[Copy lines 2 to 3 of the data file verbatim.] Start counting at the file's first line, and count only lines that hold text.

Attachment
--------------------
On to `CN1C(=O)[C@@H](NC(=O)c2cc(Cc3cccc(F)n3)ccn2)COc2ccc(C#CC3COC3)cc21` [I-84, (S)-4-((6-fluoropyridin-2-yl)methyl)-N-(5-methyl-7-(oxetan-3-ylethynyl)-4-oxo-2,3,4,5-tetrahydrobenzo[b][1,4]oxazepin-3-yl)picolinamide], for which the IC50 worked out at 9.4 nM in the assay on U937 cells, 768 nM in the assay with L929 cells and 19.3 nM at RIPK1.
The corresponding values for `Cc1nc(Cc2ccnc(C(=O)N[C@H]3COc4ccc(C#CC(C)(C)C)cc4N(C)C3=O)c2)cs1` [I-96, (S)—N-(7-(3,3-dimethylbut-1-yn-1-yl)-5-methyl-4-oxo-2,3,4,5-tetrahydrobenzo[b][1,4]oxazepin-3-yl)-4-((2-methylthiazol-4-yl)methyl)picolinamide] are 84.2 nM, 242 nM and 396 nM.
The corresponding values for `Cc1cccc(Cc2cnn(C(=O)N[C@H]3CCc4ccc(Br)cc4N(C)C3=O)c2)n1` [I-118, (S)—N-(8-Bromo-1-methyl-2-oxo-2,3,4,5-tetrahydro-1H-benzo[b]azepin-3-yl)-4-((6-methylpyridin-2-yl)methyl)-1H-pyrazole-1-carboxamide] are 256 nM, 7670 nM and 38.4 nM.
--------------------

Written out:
The corresponding values for `Cc1nc(Cc2ccnc(C(=O)N[C@H]3COc4ccc(C#CC(C)(C)C)cc4N(C)C3=O)c2)cs1` [I-96, (S)—N-(7-(3,3-dimethylbut-1-yn-1-yl)-5-methyl-4-oxo-2,3,4,5-tetrahydrobenzo[b][1,4]oxazepin-3-yl)-4-((2-methylthiazol-4-yl)methyl)picolinamide] are 84.2 nM, 242 nM and 396 nM.
The corresponding values for `Cc1cccc(Cc2cnn(C(=O)N[C@H]3CCc4ccc(Br)cc4N(C)C3=O)c2)n1` [I-118, (S)—N-(8-Bromo-1-methyl-2-oxo-2,3,4,5-tetrahydro-1H-benzo[b]azepin-3-yl)-4-((6-methylpyridin-2-yl)methyl)-1H-pyrazole-1-carboxamide] are 256 nM, 7670 nM and 38.4 nM.